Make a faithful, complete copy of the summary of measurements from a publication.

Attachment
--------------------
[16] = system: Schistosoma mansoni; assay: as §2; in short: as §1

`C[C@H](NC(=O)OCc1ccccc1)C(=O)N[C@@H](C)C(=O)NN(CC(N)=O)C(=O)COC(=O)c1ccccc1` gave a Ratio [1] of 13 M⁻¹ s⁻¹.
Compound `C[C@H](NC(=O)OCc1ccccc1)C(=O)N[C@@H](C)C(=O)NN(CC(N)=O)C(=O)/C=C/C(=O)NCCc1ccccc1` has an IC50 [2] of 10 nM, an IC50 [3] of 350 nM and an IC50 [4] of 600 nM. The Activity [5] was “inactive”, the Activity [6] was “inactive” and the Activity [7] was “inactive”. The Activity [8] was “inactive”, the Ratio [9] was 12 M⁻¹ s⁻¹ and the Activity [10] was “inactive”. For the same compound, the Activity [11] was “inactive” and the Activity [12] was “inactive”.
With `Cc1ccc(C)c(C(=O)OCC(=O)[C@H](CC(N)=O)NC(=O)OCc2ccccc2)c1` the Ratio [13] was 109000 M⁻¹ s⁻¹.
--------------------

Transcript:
[16] = system: Schistosoma mansoni; assay: as §2; in short: as §1

`C[C@H](NC(=O)OCc1ccccc1)C(=O)N[C@@H](C)C(=O)NN(CC(N)=O)C(=O)COC(=O)c1ccccc1` gave a Ratio [1] of 13 M⁻¹ s⁻¹.
Compound `C[C@H](NC(=O)OCc1ccccc1)C(=O)N[C@@H](C)C(=O)NN(CC(N)=O)C(=O)/C=C/C(=O)NCCc1ccccc1` has an IC50 [2] of 10 nM, an IC50 [3] of 350 nM and an IC50 [4] of 600 nM. The Activity [5] was “inactive”, the Activity [6] was “inactive” and the Activity [7] was “inactive”. The Activity [8] was “inactive”, the Ratio [9] was 12 M⁻¹ s⁻¹ and the Activity [10] was “inactive”. For the same compound, the Activity [11] was “inactive” and the Activity [12] was “inactive”.
With `Cc1ccc(C)c(C(=O)OCC(=O)[C@H](CC(N)=O)NC(=O)OCc2ccccc2)c1` the Ratio [13] was 109000 M⁻¹ s⁻¹.